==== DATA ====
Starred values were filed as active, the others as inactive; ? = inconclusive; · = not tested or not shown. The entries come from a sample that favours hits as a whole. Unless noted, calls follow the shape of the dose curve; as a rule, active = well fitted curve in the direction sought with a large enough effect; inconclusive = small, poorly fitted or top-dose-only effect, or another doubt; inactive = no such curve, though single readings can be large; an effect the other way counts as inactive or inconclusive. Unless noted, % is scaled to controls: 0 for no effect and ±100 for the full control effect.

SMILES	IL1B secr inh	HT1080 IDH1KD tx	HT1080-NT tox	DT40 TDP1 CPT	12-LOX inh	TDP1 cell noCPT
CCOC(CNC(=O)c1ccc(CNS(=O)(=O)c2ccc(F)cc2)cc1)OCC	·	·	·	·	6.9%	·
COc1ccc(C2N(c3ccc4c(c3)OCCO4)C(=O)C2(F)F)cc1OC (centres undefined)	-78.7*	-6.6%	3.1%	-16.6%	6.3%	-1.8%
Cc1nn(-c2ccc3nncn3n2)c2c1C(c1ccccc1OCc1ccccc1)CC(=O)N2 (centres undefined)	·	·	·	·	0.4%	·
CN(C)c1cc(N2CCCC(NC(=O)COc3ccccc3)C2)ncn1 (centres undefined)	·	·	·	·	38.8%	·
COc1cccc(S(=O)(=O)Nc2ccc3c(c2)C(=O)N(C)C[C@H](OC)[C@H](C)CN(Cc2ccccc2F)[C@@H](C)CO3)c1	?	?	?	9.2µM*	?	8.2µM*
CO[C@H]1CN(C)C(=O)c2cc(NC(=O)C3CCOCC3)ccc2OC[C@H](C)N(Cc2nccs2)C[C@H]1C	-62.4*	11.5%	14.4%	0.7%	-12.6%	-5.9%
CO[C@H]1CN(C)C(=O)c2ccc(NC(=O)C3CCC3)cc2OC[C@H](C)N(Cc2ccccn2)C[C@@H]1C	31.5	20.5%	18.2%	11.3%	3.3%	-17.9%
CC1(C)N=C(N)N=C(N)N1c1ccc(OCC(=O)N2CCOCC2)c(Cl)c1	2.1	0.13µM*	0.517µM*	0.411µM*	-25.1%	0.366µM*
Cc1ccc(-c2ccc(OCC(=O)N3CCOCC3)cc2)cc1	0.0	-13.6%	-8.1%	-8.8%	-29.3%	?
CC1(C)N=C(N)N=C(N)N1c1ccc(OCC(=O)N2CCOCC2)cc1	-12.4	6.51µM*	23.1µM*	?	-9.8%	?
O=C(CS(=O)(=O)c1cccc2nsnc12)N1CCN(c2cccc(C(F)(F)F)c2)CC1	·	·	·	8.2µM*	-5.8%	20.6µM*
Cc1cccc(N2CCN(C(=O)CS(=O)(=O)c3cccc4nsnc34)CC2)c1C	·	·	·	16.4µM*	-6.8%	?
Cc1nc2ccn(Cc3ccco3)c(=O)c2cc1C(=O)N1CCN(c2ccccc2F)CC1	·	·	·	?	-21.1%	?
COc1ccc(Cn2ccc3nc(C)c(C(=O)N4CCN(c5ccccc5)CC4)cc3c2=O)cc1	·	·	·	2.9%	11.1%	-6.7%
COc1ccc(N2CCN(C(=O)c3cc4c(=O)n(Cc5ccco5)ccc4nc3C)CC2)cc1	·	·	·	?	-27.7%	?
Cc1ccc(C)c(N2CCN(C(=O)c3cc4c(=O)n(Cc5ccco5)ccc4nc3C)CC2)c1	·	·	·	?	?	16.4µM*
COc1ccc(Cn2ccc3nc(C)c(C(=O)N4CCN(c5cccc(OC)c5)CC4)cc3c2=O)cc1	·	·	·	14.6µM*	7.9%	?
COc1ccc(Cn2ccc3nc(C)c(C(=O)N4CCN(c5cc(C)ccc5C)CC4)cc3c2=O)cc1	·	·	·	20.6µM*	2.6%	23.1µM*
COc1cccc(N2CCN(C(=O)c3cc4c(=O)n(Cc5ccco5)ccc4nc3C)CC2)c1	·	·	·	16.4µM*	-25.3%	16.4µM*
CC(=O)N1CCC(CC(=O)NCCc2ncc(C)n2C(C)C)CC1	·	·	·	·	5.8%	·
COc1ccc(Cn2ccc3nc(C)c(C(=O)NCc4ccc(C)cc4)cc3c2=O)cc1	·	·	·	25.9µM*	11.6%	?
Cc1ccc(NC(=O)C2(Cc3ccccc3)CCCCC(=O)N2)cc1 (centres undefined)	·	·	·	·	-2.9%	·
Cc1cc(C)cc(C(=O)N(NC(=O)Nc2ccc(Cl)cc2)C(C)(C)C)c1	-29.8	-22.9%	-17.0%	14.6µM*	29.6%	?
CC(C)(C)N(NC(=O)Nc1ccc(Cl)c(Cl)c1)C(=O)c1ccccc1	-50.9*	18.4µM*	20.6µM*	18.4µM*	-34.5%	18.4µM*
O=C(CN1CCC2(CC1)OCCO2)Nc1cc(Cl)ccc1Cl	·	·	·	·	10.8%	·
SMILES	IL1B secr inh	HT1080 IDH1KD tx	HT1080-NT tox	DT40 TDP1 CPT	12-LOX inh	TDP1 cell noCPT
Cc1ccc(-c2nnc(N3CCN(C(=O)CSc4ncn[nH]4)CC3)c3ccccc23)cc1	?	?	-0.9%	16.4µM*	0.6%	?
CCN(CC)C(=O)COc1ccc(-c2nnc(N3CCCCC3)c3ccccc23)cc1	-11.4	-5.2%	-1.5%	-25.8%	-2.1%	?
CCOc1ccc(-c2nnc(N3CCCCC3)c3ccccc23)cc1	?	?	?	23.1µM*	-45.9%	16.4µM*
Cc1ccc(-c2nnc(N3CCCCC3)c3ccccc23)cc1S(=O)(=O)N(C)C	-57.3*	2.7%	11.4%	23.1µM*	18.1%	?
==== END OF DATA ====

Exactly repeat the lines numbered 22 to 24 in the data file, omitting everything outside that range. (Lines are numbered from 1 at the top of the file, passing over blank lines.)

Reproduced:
CC(=O)N1CCC(CC(=O)NCCc2ncc(C)n2C(C)C)CC1	·	·	·	·	5.8%	·
COc1ccc(Cn2ccc3nc(C)c(C(=O)NCc4ccc(C)cc4)cc3c2=O)cc1	·	·	·	25.9µM*	11.6%	?
Cc1ccc(NC(=O)C2(Cc3ccccc3)CCCCC(=O)N2)cc1 (centres undefined)	·	·	·	·	-2.9%	·